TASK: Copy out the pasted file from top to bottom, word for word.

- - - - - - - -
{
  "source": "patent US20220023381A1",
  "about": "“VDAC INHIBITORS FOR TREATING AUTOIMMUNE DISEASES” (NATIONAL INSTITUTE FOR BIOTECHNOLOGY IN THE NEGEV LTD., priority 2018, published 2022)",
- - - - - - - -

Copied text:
{
  "source": "patent US20220023381A1",
  "about": "“VDAC INHIBITORS FOR TREATING AUTOIMMUNE DISEASES” (NATIONAL INSTITUTE FOR BIOTECHNOLOGY IN THE NEGEV LTD., priority 2018, published 2022)",